Ida gained experience during the First World War at Fulham Military Hospital, and became a demonstrator in physiology.  In 1917 she transferred to St Mary’s Hospital, where she studied embryology with Professor J. E. S. Frazer.  She graduated from the University of London (MB, BS, 1920; D.Sc., 1928) and, qualifying as a member in 1920 (fellow in 1927) of the Royal College of Surgeons of England, she was appointed ophthalmic house surgeon at St Mary’. 

In 1939, Ida visited Australia as the British Medical Association's representative at the 1st Annual General Meeting of the Ophthalmological Society of Australia (B.M.A.). She flew in an Imperial Airways Flying Boat, which took a week to fly at low altitude from Southampton to Melbourne. On 30 December 1944, Ida married widower Professor William Ewart Gye, director of the Imperial Cancer Research Fund, at the register office, Brentford, Middlesex.

Following Gye’s retirement in 1949 due to ill health and, opposed to the nationalisation of medicine, Mann stepped down from her post at Moorfields.  The couple travelled to Australia and settled in Perth, where Mann set up a small private practice and became a consultant at Royal Perth Hospital.  She also helped her husband with cancer research.  After William's death in 1952, Ida travelled widely in outback Australia at the request of the Western Australian Public Health Department and the Royal Flying Doctor Service, compiling records of the incidence of eye diseases, especially trachoma, among Aborigines.  Ida died on 18 November 1983 in Perth, Western Australia.

Ida's Publications

Ida Mann, The Development of the Human Eye (Cambridge, 1928)

Ida Mann, Developmental Abnormalities of the Eye (Cambridge, 1937)

Ida Mann and Antoinette Pirie, The Science of Seeing (Harmondsworth, 1946)

Ida Mann, Culture, Race, Climate and Eye Disease (Illinois, 1966)

As Caroline Gye, The Cockney and the Crocodile (London, 1962)

As Caroline Gye, China 13 (London, 1964)


Friday, 22 January 2021

Winifred Buller (1884 – 1970?) – British aviation pioneer who served with the American Volunteer Motor Ambulance Corps in WW1

With thanks to Chris Dubbs for finding the photograph that sent me off on this voyage of discovery and to Lynne Sidaway for additional information. It is proving very difficult to find information about Winifred.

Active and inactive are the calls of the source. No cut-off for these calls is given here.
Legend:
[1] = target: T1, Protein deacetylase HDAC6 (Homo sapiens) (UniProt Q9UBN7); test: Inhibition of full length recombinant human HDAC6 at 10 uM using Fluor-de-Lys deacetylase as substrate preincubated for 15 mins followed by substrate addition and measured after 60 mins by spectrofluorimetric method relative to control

Born Winifred Sayer in 1884 in Bacton, near Yarmouth in Norfolk, UK, her parents were William Sayer, a solicitor, and his wife, Ettie Sayer.  Winifred became fascinated by all things mechanical and learnt to drive in her teens, quickly becoming an expert motorist.   

In 1904, Winifred married George Cecil Buller, a businessman, who was Managing Director of the Shoreham and Lancing Land Company. The couple had 2 children – Max (Donald) Napier Buller (1907 – 1993) and Cecil Edward Anthony Buller (1906 – 1972).    In the 1911 Census, George and Winifred Mea Buller were listed as  living at 60 Draycott Place, Chelsea, London. It seems they also had property in Shoreham-by-Sea, Sussex, for their sons were there according to the 1911 Census, in charge of a nanny.  

Winifred met the French aviator Count Olivier de Montalent when he was in Britain in 1911 with his Breguet plane.  She took several flights with him, which made her decide to learn to fly. When her husband was away on an extended business trip, Winifred drove her sons and their nanny to France so that she could take flying lessons at the aerodrome in Douai.   La Brayelle Airfield was one of the first airfields in France. It was situated 3 kilometres (1.9 mi) west of Douai, in the Nord département in northern France. It was host to the world’s first aviation meeting, home to Bréguet Aviation and an important airfield in the First World War.